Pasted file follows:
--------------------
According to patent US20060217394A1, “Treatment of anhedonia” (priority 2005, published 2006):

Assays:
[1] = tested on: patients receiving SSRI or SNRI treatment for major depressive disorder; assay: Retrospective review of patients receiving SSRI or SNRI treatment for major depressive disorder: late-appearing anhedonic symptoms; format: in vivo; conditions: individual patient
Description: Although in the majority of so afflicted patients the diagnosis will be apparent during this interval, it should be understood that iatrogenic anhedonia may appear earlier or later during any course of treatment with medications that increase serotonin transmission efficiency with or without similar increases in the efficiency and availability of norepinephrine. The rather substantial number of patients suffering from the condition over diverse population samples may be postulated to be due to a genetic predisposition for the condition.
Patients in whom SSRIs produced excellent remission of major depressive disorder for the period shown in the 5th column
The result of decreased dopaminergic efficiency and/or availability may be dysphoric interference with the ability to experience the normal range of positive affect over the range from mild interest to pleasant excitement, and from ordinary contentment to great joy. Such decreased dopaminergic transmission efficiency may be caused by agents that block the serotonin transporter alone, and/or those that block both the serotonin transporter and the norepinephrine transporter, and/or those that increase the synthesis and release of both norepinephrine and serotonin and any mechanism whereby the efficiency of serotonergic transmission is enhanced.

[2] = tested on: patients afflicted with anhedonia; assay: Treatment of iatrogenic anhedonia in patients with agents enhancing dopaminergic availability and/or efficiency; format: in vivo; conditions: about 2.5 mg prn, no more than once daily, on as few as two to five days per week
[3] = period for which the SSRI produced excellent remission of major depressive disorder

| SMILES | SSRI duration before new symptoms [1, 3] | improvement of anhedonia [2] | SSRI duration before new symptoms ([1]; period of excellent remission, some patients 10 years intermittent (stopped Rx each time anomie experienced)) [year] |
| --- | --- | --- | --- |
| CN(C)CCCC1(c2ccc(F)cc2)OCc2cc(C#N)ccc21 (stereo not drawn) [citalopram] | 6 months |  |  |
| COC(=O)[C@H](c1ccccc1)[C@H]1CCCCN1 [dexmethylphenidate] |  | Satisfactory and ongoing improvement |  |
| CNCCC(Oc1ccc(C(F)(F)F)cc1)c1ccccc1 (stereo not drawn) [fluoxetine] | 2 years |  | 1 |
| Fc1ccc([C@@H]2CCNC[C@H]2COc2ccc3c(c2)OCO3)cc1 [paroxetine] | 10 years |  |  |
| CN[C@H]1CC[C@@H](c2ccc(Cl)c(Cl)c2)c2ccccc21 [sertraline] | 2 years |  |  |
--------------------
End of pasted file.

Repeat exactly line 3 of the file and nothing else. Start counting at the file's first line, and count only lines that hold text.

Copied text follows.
[1] = tested on: patients receiving SSRI or SNRI treatment for major depressive disorder; assay: Retrospective review of patients receiving SSRI or SNRI treatment for major depressive disorder: late-appearing anhedonic symptoms; format: in vivo; conditions: individual patient